Now, if the evangelical Christian started saying,

by the way, anyone who says anything

that conflicts with evangelical Christianity

is going to be severely socially punished

and they have the cultural power to do so,

which they don’t in this case.

They might like to, but they don’t have the power.

But they’re able to get anyone fired who they want.

And they’re able to actually change the curriculum

in all these schools to suddenly not conflict

with no more evolution in the textbooks

because they don’t want it.

Now I would write a book about evangelical Christianity

because that’s what every liberal,

regardless of what you think

of the actual horizontal beliefs,

doesn’t matter what they believe

when they start violating live and let live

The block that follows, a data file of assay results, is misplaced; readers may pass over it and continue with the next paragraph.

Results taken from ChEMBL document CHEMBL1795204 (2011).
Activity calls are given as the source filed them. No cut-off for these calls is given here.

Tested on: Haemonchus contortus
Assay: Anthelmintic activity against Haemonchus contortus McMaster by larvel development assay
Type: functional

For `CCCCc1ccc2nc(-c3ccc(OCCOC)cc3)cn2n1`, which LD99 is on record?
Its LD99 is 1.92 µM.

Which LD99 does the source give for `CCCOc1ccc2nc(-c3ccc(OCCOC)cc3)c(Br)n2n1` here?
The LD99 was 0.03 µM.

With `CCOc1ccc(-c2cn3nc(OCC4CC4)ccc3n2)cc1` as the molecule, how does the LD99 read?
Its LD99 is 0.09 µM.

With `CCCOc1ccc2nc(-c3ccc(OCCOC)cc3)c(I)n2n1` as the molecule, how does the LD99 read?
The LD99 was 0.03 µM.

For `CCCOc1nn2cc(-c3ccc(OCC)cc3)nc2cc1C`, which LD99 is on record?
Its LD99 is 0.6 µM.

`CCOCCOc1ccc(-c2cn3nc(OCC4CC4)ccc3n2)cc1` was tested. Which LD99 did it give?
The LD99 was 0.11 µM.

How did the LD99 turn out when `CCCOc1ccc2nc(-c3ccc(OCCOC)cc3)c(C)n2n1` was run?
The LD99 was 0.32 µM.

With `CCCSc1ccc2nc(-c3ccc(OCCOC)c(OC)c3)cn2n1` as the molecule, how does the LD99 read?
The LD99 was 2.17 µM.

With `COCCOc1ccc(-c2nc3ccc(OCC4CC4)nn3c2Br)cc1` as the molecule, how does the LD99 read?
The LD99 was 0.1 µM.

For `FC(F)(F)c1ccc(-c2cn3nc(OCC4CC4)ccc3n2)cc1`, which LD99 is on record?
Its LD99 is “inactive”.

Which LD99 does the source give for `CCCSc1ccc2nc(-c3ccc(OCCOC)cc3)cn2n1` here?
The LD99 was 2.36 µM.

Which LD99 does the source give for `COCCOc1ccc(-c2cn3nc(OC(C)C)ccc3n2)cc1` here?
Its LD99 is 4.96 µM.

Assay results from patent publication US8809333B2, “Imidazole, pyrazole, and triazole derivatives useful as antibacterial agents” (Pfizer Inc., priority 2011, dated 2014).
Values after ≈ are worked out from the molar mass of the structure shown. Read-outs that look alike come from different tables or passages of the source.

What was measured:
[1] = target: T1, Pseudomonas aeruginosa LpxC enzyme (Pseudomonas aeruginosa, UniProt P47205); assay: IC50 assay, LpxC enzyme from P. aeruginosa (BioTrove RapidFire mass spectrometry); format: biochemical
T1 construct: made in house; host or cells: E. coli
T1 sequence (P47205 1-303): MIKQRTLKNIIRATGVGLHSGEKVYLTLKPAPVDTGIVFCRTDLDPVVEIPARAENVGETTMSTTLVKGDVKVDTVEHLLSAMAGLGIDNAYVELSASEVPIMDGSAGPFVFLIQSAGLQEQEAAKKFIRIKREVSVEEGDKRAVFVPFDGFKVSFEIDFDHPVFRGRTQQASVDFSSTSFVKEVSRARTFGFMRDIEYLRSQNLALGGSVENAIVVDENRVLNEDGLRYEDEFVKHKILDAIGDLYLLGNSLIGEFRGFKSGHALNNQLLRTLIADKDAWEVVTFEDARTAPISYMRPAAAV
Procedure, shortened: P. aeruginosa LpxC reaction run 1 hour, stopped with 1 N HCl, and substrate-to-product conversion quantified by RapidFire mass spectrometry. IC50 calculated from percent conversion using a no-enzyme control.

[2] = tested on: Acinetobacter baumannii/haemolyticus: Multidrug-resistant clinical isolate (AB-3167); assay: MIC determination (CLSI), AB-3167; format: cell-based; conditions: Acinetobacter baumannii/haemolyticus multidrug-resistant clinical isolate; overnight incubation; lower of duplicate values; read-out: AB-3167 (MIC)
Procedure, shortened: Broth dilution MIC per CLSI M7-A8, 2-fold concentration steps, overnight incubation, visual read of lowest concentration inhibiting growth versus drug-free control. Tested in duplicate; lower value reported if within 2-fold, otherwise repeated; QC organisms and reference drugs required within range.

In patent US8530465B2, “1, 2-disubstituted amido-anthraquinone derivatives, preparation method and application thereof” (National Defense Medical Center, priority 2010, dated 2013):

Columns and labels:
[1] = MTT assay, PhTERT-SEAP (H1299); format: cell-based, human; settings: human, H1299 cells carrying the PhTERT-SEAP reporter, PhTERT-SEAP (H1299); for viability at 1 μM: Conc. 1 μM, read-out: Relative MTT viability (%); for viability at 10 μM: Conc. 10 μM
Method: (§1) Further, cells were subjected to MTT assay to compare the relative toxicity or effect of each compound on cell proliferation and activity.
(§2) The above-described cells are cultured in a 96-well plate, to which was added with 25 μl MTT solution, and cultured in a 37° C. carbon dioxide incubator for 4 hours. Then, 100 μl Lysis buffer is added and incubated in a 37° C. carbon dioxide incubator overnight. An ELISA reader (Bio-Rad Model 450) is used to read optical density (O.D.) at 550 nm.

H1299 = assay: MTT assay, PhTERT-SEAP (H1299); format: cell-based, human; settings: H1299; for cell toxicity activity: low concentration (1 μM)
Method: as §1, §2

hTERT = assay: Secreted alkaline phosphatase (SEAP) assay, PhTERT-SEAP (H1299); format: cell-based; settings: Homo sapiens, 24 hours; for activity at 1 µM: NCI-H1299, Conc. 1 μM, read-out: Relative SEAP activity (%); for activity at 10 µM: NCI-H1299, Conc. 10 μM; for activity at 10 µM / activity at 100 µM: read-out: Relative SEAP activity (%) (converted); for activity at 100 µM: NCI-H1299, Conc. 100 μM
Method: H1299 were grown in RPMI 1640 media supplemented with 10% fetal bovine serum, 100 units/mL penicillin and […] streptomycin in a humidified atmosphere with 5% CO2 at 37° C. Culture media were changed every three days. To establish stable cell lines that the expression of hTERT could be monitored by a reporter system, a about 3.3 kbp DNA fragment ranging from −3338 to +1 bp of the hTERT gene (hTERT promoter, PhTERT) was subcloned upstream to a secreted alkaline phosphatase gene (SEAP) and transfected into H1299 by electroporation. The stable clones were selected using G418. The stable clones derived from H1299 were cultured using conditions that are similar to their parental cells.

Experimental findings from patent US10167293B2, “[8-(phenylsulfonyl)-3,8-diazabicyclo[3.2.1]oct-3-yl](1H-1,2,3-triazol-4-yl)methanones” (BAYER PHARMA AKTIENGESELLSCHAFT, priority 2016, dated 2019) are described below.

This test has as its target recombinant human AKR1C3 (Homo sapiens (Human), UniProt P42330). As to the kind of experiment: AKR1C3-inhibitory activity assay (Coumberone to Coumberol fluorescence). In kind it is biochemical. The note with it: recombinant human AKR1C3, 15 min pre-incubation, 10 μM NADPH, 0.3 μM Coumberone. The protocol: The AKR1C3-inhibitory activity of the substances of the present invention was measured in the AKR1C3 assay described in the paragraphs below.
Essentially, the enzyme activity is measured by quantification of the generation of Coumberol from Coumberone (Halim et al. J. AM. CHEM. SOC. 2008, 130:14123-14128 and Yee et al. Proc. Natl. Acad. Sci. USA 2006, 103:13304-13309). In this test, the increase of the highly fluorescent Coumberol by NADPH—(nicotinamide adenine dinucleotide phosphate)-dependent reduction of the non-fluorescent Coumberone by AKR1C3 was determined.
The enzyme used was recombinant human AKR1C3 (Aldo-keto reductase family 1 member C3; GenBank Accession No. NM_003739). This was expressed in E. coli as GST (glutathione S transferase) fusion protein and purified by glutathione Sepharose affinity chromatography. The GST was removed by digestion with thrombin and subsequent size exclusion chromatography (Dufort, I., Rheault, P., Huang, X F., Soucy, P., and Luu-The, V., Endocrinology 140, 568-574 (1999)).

and shutting down other segments of society.

And it’s almost like a, it’s not the best analogy,

but an echo chamber is like a benign tumor.

And what you have to watch out for

is a tumor that starts to metastasize,

starts to forcefully spread and damage the tissue around it.

And that’s what this particular ideology has been doing.

Do you worry about it, you know,

as an existential threat to liberalism

in the West, in the United States?

Is it a problem or is it the biggest problem

that’s threatening all of human civilization?

I would never, I would not say it’s the biggest problem.

It might be.

I wouldn’t, if someone, if it turns out in 50 years

someone says actually it was, I wouldn’t be shocked.

But I also, I wouldn’t bet on that